250 F2d 130 Firemen's Insurance Company of Newark v. H G Senseney

250 F.2d 130

H. G. SENSENEY, Appellee.

No. 7514.

United States Court of Appeals Fourth Circuit.

Argued Nov. 26, 1957.
Decided Dec. 12, 1957.

Joseph L. Nettles, Columbia, S.C., for appellant.

George W. Keels, Florence, S.C., for appellee.

Before PARKER, Chief Judge, and SOBELOFF and HAYNSWORTH, Circuit judges.


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This is an appeal from a judgment for plaintiff on an insurance policy covering a house of plaintiff which was damaged during the course of hurricane 'Hazel' on October 15, 1954. The policy covered loss caused by 'windstorm' but excluded loss caused by water 'whether driven by wind or not'. Plaintiff's house was damaged during the course of the hurricane as the result of another house in the neighborhood being driven against it. The question in the case is whether the other house was blown against plaintiff's house by the wind or was floated against it by the action of tidal waters driven by the wind. The case was heard without a jury by the District Judge, who found in favor of plaintiff, filing a memorandum opinion in which he said:


'It was shown, without contradiction, that the floor of plaintiff's cottage was twenty-two (22') inches above the ground. It was also shown that the wet marks on the boards in the house measured eight (8') inches in height which was evidence that the water at the site of plaintiff's cottage was only thirty (30') inches deep. It should be noted here that the engineer who testified for the defendant would not testify that the water at plaintiff's cottage ever exceeded thirty (30') inches in depth. In front of plaintiff's cottage there was a fire hydrant thirty-two (32') inches high which had not been damaged or scarred. According to pictures introduced in evidence by defendant showing the position of the Carouthers house after the storm, the fire hydrant would have to have been passed over by the Carouthers house in order to be at the point it was after the storm, to wit, against the front of plaintiff's cottage. This is a strong circumstance that the Carouthers house was not driven against plaintiff's cottage by high water or tidal water because the weight of the house would certainly have damaged or scarred this fire hydrant if it floated past it. It was shown that the concrete foundation of the Carouthers house was not disturbed and until today is intact. Had high water or tidal water driven by wind undermined the Carouthers house it seems that the concrete foundation would have been disturbed. This is a strong circumstance tending to show that water had not torn this building from its base.'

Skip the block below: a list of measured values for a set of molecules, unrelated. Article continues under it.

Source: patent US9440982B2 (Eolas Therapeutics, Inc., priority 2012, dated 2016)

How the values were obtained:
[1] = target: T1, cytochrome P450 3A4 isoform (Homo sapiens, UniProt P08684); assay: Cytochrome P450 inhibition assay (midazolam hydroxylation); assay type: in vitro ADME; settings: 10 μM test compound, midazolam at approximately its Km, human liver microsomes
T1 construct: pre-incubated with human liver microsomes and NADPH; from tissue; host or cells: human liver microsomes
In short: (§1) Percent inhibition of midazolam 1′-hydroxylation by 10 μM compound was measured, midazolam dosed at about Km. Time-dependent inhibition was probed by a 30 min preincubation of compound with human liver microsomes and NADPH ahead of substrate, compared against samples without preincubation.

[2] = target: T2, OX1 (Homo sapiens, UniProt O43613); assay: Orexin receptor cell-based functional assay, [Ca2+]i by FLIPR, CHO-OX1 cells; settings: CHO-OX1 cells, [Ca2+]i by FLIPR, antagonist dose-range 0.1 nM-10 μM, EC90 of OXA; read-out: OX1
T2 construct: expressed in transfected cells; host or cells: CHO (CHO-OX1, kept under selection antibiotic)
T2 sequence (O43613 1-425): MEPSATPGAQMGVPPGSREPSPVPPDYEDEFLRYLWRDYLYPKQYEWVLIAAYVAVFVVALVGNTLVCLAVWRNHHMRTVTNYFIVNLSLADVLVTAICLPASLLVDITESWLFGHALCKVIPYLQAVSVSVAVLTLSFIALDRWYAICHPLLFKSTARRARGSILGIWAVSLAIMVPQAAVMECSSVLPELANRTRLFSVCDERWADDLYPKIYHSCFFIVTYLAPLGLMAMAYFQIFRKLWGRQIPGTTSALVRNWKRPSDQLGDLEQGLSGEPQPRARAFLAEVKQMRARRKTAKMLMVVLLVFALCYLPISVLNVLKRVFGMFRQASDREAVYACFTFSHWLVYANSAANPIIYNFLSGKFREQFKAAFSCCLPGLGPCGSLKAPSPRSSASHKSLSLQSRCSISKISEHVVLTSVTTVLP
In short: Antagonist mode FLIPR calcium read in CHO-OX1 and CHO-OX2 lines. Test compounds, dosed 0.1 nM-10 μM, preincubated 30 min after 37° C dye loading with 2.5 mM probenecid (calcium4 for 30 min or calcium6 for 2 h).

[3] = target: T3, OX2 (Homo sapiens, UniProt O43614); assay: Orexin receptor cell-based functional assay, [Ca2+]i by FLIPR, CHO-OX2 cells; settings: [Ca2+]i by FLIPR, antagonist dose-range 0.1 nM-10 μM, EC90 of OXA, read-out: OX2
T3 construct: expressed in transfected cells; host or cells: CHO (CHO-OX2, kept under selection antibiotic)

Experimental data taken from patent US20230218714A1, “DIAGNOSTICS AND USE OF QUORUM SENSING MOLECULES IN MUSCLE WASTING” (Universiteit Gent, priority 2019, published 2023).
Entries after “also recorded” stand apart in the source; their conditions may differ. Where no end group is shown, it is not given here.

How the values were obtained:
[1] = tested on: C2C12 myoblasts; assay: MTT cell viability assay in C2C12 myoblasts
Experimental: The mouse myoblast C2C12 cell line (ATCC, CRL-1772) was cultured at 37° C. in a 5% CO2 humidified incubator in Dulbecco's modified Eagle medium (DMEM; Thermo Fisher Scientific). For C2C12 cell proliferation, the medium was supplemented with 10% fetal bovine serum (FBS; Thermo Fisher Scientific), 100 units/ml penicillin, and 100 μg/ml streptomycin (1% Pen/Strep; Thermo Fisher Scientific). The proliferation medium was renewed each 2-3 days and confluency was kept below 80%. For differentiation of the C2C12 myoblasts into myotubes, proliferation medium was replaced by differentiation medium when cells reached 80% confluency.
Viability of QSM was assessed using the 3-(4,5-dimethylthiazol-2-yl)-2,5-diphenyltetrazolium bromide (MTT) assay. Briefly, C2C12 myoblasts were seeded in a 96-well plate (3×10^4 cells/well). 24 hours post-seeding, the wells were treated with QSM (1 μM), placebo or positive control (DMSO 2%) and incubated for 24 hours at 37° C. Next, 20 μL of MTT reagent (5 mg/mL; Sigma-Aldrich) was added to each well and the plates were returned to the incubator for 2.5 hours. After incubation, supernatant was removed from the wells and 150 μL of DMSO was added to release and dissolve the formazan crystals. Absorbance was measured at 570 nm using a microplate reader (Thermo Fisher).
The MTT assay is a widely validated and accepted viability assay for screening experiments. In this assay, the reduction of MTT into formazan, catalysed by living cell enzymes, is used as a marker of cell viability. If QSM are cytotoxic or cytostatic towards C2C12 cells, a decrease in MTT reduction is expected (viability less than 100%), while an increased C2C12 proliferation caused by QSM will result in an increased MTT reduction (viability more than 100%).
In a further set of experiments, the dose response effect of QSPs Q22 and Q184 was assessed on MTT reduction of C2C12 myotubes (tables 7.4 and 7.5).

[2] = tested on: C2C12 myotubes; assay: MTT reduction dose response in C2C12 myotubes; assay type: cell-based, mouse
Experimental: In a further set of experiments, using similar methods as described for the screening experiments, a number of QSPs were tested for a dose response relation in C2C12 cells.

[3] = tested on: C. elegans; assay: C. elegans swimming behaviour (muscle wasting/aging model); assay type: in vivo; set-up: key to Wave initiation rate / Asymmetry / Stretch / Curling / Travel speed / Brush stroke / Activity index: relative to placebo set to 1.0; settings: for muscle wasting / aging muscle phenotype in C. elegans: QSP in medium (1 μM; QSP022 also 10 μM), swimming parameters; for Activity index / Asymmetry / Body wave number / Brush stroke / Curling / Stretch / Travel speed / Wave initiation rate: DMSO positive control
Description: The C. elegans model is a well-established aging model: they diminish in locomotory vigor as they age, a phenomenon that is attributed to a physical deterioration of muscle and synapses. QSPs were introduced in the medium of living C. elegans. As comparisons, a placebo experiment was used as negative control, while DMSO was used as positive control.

There was testimony to support the contention of the insurance company; but the question involved was a pure question of fact, the trial judge saw and heard the witnesses, and there is nothing in the record which would justify us in holding his finding to be clearly erroneous. See Glens Falls Ins. Co. v. Vestal, 4 Cir., 244 F.2d 78.